Protection by live, attenuated simian immunodeficiency virus against heterologous challenge.
ABSTRACT We examined the ability of a live, attenuated deletion mutant of simian immunodeficiency virus (SIV), SIVmac239Delta3, which is missing nef and vpr genes, to protect against challenge by heterologous strains SHIV89.6p and SIVsmE660. SHIV89.6p is a pathogenic, recombinant SIV in which the envelope gene has been replaced by a human immunodeficiency virus type 1 envelope gene; other structural genes of SHIV89.6p are derived from SIVmac239. SIVsmE660 is an uncloned, pathogenic, independent isolate from the same primate lentivirus subgrouping as SIVmac but with natural sequence variation in all structural genes. The challenge with SHIV89.6p was performed by the intravenous route 37 months after the time of vaccination. By the criteria of CD4(+) cell counts and disease, strong protection against the SHIV89.6p challenge was observed in four of four vaccinated monkeys despite the complete mismatch of env sequences. However, SHIV89.6p infection was established in all four previously vaccinated monkeys and three of the four developed fluctuating viral loads between 300 and 10,000 RNA copy equivalents per ml of plasma 30 to 72 weeks postchallenge. When other vaccinated monkeys were challenged with SIVsmE660 at 28 months after the time of vaccination, SIV loads were lower than those observed in unvaccinated controls but the level of protection was less than what was observed against SHIV89.6p in these experiments and considerably less than the level of protection against SIVmac251 observed in previous experiments. These results demonstrate a variable level of vaccine protection by live, attenuated SIVmac239Delta3 against heterologous virus challenge and suggest that even live, attenuated vaccine approaches for AIDS will face significant hurdles in providing protection against the natural variation present in field strains of virus. The results further suggest that factors other than anti-Env immune responses can be principally responsible for the vaccine protection by live, attenuated SIV.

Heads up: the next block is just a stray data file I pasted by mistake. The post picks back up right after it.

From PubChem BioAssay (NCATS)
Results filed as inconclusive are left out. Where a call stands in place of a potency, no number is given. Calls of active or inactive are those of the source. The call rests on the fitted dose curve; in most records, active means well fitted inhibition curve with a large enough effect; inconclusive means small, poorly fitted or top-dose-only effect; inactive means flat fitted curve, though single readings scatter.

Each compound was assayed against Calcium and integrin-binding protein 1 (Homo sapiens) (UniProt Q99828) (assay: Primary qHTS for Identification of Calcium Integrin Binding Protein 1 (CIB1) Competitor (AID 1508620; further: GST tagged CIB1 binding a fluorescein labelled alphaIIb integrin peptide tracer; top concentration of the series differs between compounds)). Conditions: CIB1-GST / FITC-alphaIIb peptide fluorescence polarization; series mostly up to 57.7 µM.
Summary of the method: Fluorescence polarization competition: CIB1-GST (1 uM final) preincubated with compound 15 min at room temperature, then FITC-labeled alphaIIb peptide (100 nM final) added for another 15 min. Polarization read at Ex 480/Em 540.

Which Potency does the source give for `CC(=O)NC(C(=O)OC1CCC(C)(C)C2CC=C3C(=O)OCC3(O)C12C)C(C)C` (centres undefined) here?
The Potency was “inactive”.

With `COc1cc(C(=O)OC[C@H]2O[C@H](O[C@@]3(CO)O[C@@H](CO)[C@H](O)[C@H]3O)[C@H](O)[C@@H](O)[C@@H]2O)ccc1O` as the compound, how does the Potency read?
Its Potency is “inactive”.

Full-textDOI: · Available from: David C Montefiori, Jun 19, 2014
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ABSTRACT: Novel HIV vaccine vectors and strategies are needed to control HIV/AIDS epidemic in humans and eradicate the infection. DNA vaccines alone failed to induce immune responses robust enough to control HIV-1. Development of lentivirus-based DNA vaccines deficient for integration and with a limited replication capacity is an innovative and promising approach. This type of vaccine mimics the early stages of virus infection/replication like the live-attenuated viruses but lacks the inconvenient integration and persistence associated with disease. We developed a novel lentivector DNA vaccine "CAL-SHIV-IN(-)" that undergoes a single round of replication in the absence of integration resulting in augmented expression of vaccine antigens in vivo. Vaccine gene expression is under control of the LTRs of a naturally attenuated lentivirus, Caprine arthritis encephalitis virus (CAEV) the natural goat lentivirus. The safety of this vaccine prototype was increased by the removal of the integrase coding sequences from the pol gene. We examined the functional properties of this lentivector DNA in cell culture and the immunogenicity in mouse models. Viral proteins were expressed in transfected cells, assembled into viral particles that were able to transduce once target permissive cells. Unlike the parental replication-competent SHIV-KU2 that was detected in DNA samples from any of the serial passage infected cells, CAL-SHIV-IN(-) DNA was detected only in target cells of the first round of infection, hence demonstrating the single cycle replication of the vaccine. A single dose DNA immunization of humanized NOD/SCID/β2 mice showed a substantial increase of IFN-γ-ELISPOT in splenocytes compared to the former replication and integration defective Δ4SHIV-KU2 DNA vaccine. Copyright © 2015. Published by Elsevier Ltd.Vaccine 03/2015; 33(19). DOI:10.1016/j.vaccine.2015.03.021 · 3.49 Impact Factor